This group experiment created a collaborative work culture with attendant organizational knowledge, and increased business value for Xerox.
OVERVIEW: Industrial research organizations are constantly concerned with maximizing their business value by developing optimum organizational structures and work processes. A current preoccupation is how to capture the benefits of the burgeoning availability of networked electronic tools and the local and global connectivity they enable. An experiment designed to answer these issues was conducted at the Xerox Wilson Center for Research & Technology. Involving real R&D people in an existing organization, the experiment introduced several change agents, including workspace design, and web-based digital tools, together with organizational structures and behaviors. Unexpectedly, the outcome was an emergent "innovation" involving a fusion of these change agents. Positive impacts on organizational behavior and work processes, and factors that proved critical to these outcomes were also identified.
Researchers and their managements are increasingly challenged to articulate and demonstrate the business added-value derived from R&D investment dollars (1,2). This state of affairs has, in turn, focused attention on identifying ways to measure and increase such R&D value. The improvements sought can be in the number of technology options produced by an R&D organization, their quality (as measured by perceived business value) and the speed or efficiency with which they are generated.
To answer these complex questions, much literature has been generated by both academic communities and research organizations. But these tend to be concerned with either micro-issues, such as specific studies of research and technology as endogenous factors in innovation and economic growth, or, at a macro-level, with generic studies of ways to achieve better coupling of R&D to business and market needs through attendant organizational form and behavior (3,4). Not unnaturally, the emphasis for industrial research organizations has centered on the search for optimum organizational structures, values and modes of behavior and inquiry, a.k.a., work processes (5). More recently, these major areas of scrutiny have been expanded to encompass consideration of the possible impact of the burgeoning availability of networked electronic tools and the local and global connectivity they enable (6).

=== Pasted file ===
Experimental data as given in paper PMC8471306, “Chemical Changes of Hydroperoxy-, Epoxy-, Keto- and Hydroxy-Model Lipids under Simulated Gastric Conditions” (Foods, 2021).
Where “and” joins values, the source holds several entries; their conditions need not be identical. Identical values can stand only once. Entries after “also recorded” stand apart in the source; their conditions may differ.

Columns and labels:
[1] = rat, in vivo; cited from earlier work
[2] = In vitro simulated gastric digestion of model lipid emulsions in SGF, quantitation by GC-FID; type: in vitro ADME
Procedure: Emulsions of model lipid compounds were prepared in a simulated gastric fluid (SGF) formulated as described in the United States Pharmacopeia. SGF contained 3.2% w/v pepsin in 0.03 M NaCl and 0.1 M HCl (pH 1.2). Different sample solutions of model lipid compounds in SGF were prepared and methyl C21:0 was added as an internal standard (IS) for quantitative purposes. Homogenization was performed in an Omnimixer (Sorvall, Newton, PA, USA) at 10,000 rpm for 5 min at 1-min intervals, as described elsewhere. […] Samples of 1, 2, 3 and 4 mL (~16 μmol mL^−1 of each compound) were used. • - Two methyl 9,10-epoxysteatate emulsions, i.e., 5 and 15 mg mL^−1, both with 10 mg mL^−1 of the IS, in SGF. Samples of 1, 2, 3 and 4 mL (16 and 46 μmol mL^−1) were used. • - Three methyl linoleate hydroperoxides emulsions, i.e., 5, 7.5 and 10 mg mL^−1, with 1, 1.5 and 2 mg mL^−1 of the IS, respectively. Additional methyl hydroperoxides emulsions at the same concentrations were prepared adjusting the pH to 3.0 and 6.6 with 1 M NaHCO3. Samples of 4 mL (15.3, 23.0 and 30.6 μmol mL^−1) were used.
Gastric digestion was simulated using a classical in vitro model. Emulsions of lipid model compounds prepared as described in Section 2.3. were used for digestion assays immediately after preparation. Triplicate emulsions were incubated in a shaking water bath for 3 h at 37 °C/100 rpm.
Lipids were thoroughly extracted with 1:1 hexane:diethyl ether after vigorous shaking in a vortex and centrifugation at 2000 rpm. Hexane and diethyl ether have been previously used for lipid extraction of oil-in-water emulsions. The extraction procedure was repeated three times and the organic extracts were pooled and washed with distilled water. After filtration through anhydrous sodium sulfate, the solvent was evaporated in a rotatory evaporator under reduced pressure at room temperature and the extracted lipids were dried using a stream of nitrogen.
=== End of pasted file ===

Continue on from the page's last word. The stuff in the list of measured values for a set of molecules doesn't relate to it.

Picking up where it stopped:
This article reports on an experimental pilot of the Laboratory for Remote Collaboration (LARC) project (7). This project was developed at the Design Research Institute (DRI) at Cornell University and established jointly by Xerox and Cornell. The original project goal was to explore means of improving collaborations between organizations separated by a road or a continent. The pilot described here had the less ambitious objective of studying the impact and value of various change agents, including workspace and electronic tools, in facilitating intra-organizational knowledge generation and sharing within one laboratory.
Pursued within the LX Competency Laboratory of the Xerox Corporation's Wilson Center for Research & Technology (WCR&T), the pilot involved an in vivo experiment involving real people, in a real organization, working on real technology problems. This article provides an account of the practical steps taken and some assessment of the progress made toward identifying new work and organizational practices that can provide tangible and measurable improvements in the internal business added-value of R&D.
The approach is to view the pilot as an experiment-the LX Experiment. The conceptual construct this analogy provides has proved useful in identifying and codifying a complex set of factors into definitions of experimental objectives, techniques, critical parameters, and metrics with which to analyze and interpret the results.
The LX Experiment
The LX laboratory, newly constituted in July 1994, had a coherent technical mission: the establishment of a competence in liquid ink-based marking technologies. …